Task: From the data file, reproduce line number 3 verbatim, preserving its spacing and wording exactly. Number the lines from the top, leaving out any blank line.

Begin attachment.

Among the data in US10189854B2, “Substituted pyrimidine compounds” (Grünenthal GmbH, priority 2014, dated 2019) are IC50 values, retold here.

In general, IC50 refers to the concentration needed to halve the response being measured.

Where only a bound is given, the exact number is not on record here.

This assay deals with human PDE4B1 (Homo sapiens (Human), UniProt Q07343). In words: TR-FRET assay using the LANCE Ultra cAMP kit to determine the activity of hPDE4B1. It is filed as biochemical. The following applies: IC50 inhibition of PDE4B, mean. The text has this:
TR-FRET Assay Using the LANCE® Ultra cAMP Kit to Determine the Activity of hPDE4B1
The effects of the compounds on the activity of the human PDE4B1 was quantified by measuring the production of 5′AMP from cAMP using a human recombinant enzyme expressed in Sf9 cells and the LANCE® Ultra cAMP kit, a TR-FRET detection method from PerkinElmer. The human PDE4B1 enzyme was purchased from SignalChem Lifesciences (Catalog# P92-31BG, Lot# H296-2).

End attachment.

Where only a bound is given, the exact number is not on record here.